While each state establishes specific laws regarding the rights of parents, the general principle in American law today is that the biological parents of a child have almost incontrovertible rights. A father has rights to his child even when he is separated from his wife, and few courts will be willing to abridge those rights except when the child’s welfare may be in question.
Legal Separation Definition
Legal separation is a court-ordered and court-supervised temporary or trial dissolution of a marriage. In a legal separation, the state recognizes that the husband and wife are still legally married but are living apart. This arrangement usually continues for several months to as much as a year or two before reconciliation, or a full divorce, happens. In the meantime, children of the marriage have to be cared for under some arrangements. Legal separation allows the court to determine what those arrangements will be—chiefly for the welfare of the child.
Up until the 1970s, men often faced discrimination when it came to custody and other legal questions regarding children. Fathers, separated from their children, found themselves in legal limbo and mothers held the upper hand most of the time. After reforms took place, however, the court shifted to a more equitable basis of treatment for fathers including during legal separation periods. In most cases, and in most states, fathers can now expect to receive rights equal to mothers in family law questions, without or with less of a gender bias.
Theory of Equal Responsibility
Separated fathers generally are required to continue to provide for the child’s support during the separation, just as if the couple were not separated, and in equal measure to the mother if their incomes are equal. Separated fathers usually are seen as being equal with their wives in all things, including equally able to care for the child. Courts and state welfare agencies can codify this theory of equality or abrogate it based, for example, on a poor agency "fitness" inquiry. Unless a separated father is poorly equipped to support or care for the child, he can usually expect equal consideration under the law.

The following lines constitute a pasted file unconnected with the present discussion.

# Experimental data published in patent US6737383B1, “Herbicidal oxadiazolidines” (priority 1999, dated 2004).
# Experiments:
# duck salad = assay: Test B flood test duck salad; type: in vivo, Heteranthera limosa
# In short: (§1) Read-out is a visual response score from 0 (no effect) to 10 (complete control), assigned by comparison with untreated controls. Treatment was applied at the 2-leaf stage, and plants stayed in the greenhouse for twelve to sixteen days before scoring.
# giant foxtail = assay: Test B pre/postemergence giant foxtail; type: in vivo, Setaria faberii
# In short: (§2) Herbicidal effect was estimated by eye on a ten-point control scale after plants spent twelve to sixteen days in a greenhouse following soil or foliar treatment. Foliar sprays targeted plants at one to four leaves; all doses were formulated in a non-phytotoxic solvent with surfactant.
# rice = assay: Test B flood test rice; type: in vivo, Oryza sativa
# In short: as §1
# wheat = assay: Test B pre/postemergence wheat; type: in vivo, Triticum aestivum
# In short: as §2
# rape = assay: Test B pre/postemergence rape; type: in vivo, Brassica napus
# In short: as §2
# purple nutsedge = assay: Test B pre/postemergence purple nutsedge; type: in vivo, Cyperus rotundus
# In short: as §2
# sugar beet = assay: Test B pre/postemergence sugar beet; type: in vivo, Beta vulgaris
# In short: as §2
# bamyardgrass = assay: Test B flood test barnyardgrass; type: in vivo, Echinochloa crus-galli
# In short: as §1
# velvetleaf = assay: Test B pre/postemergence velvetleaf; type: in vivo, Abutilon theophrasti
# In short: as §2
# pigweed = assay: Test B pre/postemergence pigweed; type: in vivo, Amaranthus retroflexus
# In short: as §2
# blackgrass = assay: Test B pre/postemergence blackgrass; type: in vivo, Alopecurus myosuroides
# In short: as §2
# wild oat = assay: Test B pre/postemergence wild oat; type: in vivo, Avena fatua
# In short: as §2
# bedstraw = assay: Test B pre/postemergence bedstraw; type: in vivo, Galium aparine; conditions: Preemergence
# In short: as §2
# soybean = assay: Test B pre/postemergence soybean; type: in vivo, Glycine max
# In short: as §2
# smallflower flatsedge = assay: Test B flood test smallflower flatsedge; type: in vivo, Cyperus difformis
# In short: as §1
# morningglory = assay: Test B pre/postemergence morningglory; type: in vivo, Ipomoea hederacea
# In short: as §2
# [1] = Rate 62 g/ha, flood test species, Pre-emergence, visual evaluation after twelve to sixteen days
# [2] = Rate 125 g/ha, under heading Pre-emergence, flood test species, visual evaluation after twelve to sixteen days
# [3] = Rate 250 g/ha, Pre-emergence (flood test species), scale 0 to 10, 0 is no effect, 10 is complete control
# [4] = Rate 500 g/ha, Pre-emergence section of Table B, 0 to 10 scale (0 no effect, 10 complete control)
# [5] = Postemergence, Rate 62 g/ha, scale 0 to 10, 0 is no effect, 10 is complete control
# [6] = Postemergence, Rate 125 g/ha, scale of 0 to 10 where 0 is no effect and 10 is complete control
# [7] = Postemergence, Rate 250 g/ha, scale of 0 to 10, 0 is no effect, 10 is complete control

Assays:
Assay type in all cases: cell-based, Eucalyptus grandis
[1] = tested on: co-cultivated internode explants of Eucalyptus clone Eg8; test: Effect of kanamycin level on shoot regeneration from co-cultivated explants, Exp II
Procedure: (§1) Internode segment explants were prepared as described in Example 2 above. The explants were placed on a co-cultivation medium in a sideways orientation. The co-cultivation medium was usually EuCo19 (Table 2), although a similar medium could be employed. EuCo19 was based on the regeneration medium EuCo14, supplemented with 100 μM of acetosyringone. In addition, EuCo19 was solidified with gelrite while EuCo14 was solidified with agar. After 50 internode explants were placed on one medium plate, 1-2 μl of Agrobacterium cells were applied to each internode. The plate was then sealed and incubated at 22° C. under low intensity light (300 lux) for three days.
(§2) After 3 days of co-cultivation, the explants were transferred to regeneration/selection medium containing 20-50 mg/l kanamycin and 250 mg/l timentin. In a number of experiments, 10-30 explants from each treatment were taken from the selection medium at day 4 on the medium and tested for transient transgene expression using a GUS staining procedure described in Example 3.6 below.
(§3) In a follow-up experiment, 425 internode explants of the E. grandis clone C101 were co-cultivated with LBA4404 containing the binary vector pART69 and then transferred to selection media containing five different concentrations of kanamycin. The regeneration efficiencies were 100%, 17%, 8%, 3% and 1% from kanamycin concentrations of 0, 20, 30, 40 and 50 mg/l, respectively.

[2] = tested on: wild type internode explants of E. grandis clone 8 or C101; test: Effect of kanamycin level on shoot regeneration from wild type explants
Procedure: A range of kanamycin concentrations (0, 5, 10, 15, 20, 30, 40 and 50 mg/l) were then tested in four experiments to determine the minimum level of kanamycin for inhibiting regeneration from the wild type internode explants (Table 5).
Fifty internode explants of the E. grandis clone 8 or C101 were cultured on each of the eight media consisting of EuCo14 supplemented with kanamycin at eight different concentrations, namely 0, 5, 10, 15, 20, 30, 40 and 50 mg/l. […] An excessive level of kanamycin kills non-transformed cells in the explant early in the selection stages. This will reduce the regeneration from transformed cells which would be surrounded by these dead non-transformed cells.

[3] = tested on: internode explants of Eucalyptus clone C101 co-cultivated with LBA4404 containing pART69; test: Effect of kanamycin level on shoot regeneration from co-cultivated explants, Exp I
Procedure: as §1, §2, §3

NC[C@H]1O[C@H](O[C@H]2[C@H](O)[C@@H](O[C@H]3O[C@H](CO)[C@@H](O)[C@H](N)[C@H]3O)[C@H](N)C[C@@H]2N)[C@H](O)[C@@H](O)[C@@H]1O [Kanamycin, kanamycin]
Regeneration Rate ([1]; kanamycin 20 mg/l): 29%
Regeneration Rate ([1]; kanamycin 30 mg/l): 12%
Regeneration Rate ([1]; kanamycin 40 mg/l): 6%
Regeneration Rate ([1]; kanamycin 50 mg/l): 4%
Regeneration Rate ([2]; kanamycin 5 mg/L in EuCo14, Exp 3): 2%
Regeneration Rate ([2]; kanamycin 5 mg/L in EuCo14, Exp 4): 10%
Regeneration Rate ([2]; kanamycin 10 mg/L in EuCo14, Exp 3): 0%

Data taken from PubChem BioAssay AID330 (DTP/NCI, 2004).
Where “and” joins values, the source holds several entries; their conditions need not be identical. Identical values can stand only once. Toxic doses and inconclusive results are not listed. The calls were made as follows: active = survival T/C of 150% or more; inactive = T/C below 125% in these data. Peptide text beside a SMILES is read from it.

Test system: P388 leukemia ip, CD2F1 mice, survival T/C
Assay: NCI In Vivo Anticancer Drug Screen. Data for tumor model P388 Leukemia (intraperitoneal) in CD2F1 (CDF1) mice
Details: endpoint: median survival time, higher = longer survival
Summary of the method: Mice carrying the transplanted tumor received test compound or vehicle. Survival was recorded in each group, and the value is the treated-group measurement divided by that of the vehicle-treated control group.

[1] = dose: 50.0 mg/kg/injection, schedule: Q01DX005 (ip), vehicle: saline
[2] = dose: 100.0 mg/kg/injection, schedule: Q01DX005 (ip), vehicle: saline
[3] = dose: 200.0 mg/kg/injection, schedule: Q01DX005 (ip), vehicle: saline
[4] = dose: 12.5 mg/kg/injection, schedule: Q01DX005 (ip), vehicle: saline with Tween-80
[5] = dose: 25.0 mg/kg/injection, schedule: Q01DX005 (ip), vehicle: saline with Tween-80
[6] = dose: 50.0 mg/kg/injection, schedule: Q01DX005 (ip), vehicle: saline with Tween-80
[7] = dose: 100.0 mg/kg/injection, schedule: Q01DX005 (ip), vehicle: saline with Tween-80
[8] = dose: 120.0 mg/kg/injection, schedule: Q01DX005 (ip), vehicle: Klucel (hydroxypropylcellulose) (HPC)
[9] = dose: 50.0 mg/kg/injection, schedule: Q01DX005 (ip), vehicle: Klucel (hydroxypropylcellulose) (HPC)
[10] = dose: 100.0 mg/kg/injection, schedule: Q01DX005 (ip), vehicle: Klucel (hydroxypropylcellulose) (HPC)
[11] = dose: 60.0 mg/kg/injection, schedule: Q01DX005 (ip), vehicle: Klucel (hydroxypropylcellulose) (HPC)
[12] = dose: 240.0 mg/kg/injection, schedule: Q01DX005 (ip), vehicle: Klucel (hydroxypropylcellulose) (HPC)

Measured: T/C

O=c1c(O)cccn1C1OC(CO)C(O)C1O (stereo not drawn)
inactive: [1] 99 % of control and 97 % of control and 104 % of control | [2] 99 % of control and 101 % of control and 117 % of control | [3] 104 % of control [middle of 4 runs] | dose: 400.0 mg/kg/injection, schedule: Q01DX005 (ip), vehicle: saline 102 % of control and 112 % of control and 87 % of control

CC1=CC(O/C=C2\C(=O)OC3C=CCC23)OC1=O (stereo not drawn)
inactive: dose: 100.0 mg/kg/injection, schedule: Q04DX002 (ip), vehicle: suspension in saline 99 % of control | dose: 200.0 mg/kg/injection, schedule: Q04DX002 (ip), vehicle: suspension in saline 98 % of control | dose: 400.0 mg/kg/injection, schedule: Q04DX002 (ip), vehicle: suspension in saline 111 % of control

Importance of Legal Status And Counsel
All couples who are separating should seek a court-supervised legal separation for many reasons, but a father should especially seek formal separation to guard his parental rights. Even if the custody arrangement is agreeable at the time of separation, don't just "split up." Fathers should seek legal counsel and legal status for the separation. After all, things could change dramatically during a separation. The father’s lawyer, and the court, will ensure that his rights are maintained regardless of changes in the mother’s attitude or status.
In most family courts, a father in legal separations has the following rights: the right to seek live-in custody, the right to regular visitation if he does not have live-in custody, the right to overnight unsupervised visitations and the right to participate in any medical decisions, school activities or other important decisions or events. If the couple does not legally separate, the court cannot enforce any of these rights.
In most states, neither parent involved in a legal separation are permitted to leave the state or the country with the child without the written permission of the other parent, nor to move the child to another state or far away from their home community. If the court has not granted legal separation, these potential protections against child abduction are absent.
- "Fathers' Rights Activism and Law Reform in Comparative Perspective"; Richard Collier and Sally Sheldon; 2006
- “Lagging Behind the Times: Parenthood, Custody and Gender Bias in the Family Court”; Cynthia A. McNeely; 1998
- “Rights, Gender and Family Law”; Julie Wallbank, Shazia Choudhry, Jonathan Herring; 2010